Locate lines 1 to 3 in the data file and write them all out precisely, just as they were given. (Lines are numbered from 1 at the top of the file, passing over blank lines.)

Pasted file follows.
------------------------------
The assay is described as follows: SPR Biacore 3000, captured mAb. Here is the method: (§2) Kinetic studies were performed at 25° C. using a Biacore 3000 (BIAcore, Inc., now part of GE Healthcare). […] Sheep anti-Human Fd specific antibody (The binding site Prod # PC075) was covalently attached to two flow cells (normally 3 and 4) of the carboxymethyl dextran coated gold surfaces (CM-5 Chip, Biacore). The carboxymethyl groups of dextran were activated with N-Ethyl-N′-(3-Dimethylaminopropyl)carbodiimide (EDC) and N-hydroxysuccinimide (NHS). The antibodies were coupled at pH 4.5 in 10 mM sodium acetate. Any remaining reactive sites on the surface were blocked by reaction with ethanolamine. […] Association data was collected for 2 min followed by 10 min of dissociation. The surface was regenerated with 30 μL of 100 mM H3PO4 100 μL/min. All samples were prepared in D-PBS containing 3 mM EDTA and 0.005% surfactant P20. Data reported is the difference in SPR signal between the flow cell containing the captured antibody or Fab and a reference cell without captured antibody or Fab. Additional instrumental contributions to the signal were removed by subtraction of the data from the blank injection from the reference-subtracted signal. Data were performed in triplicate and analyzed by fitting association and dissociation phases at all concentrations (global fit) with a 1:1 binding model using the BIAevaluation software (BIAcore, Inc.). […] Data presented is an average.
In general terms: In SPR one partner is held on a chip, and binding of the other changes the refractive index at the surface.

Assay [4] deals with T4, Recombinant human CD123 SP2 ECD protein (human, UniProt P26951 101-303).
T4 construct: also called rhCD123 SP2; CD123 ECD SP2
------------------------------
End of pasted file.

The assay is described as follows: SPR Biacore 3000, captured mAb. Here is the method: (§2) Kinetic studies were performed at 25° C. using a Biacore 3000 (BIAcore, Inc., now part of GE Healthcare). […] Sheep anti-Human Fd specific antibody (The binding site Prod # PC075) was covalently attached to two flow cells (normally 3 and 4) of the carboxymethyl dextran coated gold surfaces (CM-5 Chip, Biacore). The carboxymethyl groups of dextran were activated with N-Ethyl-N′-(3-Dimethylaminopropyl)carbodiimide (EDC) and N-hydroxysuccinimide (NHS). The antibodies were coupled at pH 4.5 in 10 mM sodium acetate. Any remaining reactive sites on the surface were blocked by reaction with ethanolamine. […] Association data was collected for 2 min followed by 10 min of dissociation. The surface was regenerated with 30 μL of 100 mM H3PO4 100 μL/min. All samples were prepared in D-PBS containing 3 mM EDTA and 0.005% surfactant P20. Data reported is the difference in SPR signal between the flow cell containing the captured antibody or Fab and a reference cell without captured antibody or Fab. Additional instrumental contributions to the signal were removed by subtraction of the data from the blank injection from the reference-subtracted signal. Data were performed in triplicate and analyzed by fitting association and dissociation phases at all concentrations (global fit) with a 1:1 binding model using the BIAevaluation software (BIAcore, Inc.). […] Data presented is an average.
In general terms: In SPR one partner is held on a chip, and binding of the other changes the refractive index at the surface.

Assay [4] deals with T4, Recombinant human CD123 SP2 ECD protein (human, UniProt P26951 101-303).